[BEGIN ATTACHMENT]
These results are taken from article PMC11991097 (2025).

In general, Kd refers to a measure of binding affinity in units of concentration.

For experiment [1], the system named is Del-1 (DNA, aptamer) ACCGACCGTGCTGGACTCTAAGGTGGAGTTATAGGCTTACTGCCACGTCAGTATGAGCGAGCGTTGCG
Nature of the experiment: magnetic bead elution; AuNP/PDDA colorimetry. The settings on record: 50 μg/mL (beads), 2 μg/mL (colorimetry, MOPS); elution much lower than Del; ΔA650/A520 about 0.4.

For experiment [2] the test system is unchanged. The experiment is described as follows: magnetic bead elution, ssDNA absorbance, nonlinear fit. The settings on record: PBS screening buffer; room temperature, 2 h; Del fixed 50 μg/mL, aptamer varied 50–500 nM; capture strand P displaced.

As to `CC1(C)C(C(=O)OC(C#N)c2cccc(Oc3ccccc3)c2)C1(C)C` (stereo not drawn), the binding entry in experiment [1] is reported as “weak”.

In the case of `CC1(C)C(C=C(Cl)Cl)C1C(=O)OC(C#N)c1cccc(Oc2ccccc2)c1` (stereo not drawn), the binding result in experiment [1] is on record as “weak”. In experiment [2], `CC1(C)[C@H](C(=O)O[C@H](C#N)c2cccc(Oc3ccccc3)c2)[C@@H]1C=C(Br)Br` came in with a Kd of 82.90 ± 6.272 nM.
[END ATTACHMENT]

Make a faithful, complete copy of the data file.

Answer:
These results are taken from article PMC11991097 (2025).

In general, Kd refers to a measure of binding affinity in units of concentration.

For experiment [1], the system named is Del-1 (DNA, aptamer) ACCGACCGTGCTGGACTCTAAGGTGGAGTTATAGGCTTACTGCCACGTCAGTATGAGCGAGCGTTGCG
Nature of the experiment: magnetic bead elution; AuNP/PDDA colorimetry. The settings on record: 50 μg/mL (beads), 2 μg/mL (colorimetry, MOPS); elution much lower than Del; ΔA650/A520 about 0.4.

For experiment [2] the test system is unchanged. The experiment is described as follows: magnetic bead elution, ssDNA absorbance, nonlinear fit. The settings on record: PBS screening buffer; room temperature, 2 h; Del fixed 50 μg/mL, aptamer varied 50–500 nM; capture strand P displaced.

As to `CC1(C)C(C(=O)OC(C#N)c2cccc(Oc3ccccc3)c2)C1(C)C` (stereo not drawn), the binding entry in experiment [1] is reported as “weak”.

In the case of `CC1(C)C(C=C(Cl)Cl)C1C(=O)OC(C#N)c1cccc(Oc2ccccc2)c1` (stereo not drawn), the binding result in experiment [1] is on record as “weak”. In experiment [2], `CC1(C)[C@H](C(=O)O[C@H](C#N)c2cccc(Oc3ccccc3)c2)[C@@H]1C=C(Br)Br` came in with a Kd of 82.90 ± 6.272 nM.